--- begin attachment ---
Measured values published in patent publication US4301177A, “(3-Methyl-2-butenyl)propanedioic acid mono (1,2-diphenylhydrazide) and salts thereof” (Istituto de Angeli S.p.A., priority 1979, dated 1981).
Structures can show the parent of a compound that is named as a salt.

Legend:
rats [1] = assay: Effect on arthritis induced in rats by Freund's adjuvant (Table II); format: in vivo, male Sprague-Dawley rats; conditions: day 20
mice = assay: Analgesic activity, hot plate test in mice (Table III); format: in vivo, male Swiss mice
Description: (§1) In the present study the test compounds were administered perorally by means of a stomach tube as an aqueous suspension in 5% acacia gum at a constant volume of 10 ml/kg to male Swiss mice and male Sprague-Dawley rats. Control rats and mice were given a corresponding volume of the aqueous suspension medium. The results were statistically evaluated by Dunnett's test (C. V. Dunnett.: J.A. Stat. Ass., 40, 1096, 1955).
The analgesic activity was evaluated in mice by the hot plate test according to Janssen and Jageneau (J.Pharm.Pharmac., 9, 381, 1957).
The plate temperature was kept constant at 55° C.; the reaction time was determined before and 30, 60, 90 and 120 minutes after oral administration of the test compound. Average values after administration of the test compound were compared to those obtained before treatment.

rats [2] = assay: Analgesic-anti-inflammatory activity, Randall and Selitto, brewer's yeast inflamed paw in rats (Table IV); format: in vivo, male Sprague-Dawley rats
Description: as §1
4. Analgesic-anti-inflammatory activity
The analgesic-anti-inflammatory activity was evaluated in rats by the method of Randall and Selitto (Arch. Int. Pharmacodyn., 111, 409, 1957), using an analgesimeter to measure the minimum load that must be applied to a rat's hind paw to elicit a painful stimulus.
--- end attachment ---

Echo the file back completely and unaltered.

Measured values published in patent publication US4301177A, “(3-Methyl-2-butenyl)propanedioic acid mono (1,2-diphenylhydrazide) and salts thereof” (Istituto de Angeli S.p.A., priority 1979, dated 1981).
Structures can show the parent of a compound that is named as a salt.

Legend:
rats [1] = assay: Effect on arthritis induced in rats by Freund's adjuvant (Table II); format: in vivo, male Sprague-Dawley rats; conditions: day 20
mice = assay: Analgesic activity, hot plate test in mice (Table III); format: in vivo, male Swiss mice
Description: (§1) In the present study the test compounds were administered perorally by means of a stomach tube as an aqueous suspension in 5% acacia gum at a constant volume of 10 ml/kg to male Swiss mice and male Sprague-Dawley rats. Control rats and mice were given a corresponding volume of the aqueous suspension medium. The results were statistically evaluated by Dunnett's test (C. V. Dunnett.: J.A. Stat. Ass., 40, 1096, 1955).
The analgesic activity was evaluated in mice by the hot plate test according to Janssen and Jageneau (J.Pharm.Pharmac., 9, 381, 1957).
The plate temperature was kept constant at 55° C.; the reaction time was determined before and 30, 60, 90 and 120 minutes after oral administration of the test compound. Average values after administration of the test compound were compared to those obtained before treatment.

rats [2] = assay: Analgesic-anti-inflammatory activity, Randall and Selitto, brewer's yeast inflamed paw in rats (Table IV); format: in vivo, male Sprague-Dawley rats
Description: as §1
4. Analgesic-anti-inflammatory activity
The analgesic-anti-inflammatory activity was evaluated in rats by the method of Randall and Selitto (Arch. Int. Pharmacodyn., 111, 409, 1957), using an analgesimeter to measure the minimum load that must be applied to a rat's hind paw to elicit a painful stimulus.